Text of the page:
How Does a LCD Projector Work - Buying a Projector
The first stop on your journey to Home Theater nirvana starts at the projector. For this first section, I’ll be covering projectors and which ones are the best to buy now that their prices have gone down. If you’re wondering why TVs haven’t been included in this article, it’s simply because they’ll be talked about in another article down the road.
How do you know that a projector is the right fit for you? To find out, just analyze your media room.
If you have large, unclaimed stretches of wall space, a projector might definitely be the right fit for you. If your room is going to be used ONLY as a media room, a projector will definitely be a better fit than a TV. Finally, if you want your TV to go over 70 inches without costing you a king’s ransom, you’re going to want a projector.
A projector is really an interesting piece of technology. Inside, you’ll find a High-Intensity Bulb, otherwise known as a HID Bulb. These bulbs are rather hearty, lasting anywhere from 750 hours on the low-end to up to 2000 hours on the high-end.
The bulb produces different potentials (through voltage), which means it heats up to different temperatures – this is what produces different colors. In an LCD projector, the way the image is displayed is through the melting of Crystals, ergo, a Liquid Crystal Display. Three panels worth of crystals are melted, and then through variations in the bulb temperature, the image is displayed on the screen.
Just like on a Television screen, the colors which are then melted are either swept across the screen as lines (in the interlaced, or 1080i signal) or sent to the screen as a single image (in the 1080p signal).
The other cool part of the projection technology is the fact that the screen is made up of a phosphorous coated compound that will then react to the presence of light. Through the three LCD panels inside the projector, Red, Green, and Blue are produced and then displayed into a single pixel. The interaction of the three colors produces the subtle nuances in colors we are all accustomed to seeing in our movies.
Let’s talk a little bit about the purchase of your projector. While I am going to take the next article to give you some great projectors and then a budget one to look at, here are a few things to consider when looking into an HD projector for your movie room.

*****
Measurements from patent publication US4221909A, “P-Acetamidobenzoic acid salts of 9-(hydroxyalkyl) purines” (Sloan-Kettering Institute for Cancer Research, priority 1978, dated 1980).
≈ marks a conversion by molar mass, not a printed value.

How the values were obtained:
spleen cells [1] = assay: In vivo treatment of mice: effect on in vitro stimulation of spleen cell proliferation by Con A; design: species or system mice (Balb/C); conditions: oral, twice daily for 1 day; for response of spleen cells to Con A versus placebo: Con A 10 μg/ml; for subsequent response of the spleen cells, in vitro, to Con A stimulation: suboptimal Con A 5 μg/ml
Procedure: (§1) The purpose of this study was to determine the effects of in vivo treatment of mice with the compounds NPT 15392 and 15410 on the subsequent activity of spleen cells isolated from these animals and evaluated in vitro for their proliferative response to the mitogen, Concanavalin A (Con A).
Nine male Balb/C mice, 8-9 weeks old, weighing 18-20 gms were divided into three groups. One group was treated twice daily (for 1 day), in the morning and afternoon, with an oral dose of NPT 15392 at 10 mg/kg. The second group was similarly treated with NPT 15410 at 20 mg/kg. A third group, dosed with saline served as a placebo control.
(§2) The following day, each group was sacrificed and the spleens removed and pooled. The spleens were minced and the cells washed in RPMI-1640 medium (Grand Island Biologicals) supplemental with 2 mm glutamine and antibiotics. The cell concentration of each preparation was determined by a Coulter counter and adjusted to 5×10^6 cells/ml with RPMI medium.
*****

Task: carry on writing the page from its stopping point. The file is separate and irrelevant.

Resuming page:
Make sure the projector is an HD projector and not a standard projector, like the ones used for schools.
The projector needs to be able to do 1080p, if it cannot – don’t bother with it.
The projector should have HDMI ports, at least one, if not two or more ports. If it doesn’t, you could look into a receiver that is capable of turning multiple inputs into a single one that is then piped to the projector.
Finally, a projector should be able to have a good throw distance – that is, the distance at which it’ll be able to still display the image on the screen without a loss of quality. Take any good projector and put it 200 ft away and you won’t be able to tell a cat from a dog, but the projector needs to be able to project at a distance that fits the entire space you’re looking to use as a screen
Finally, I have a piece of advice for you before you start projector shopping. Look into screen sizes and determine how big you want your screen. Thanks to the fact that we just put up our projector without much of a thought as to how it would be showing on our wall, we had to build a custom-fit screen because the size of ours was too large for regular-sized screens.
Before you come back for our round-up on the best of the best projectors-wise, do yourself a favor and map out your plan of attack for the room. You’ll want to know how big you want the screen so that you can then put the projector at the correct distance. There’s a rather handy calculator that helps you accomplish this task – just plug in the values and it does the hard work for you.
This post is part of the series: Building the Perfect Home Theater System
We take you through the ups and downs of owning a movie room and having that home theater set-up that everyone envies.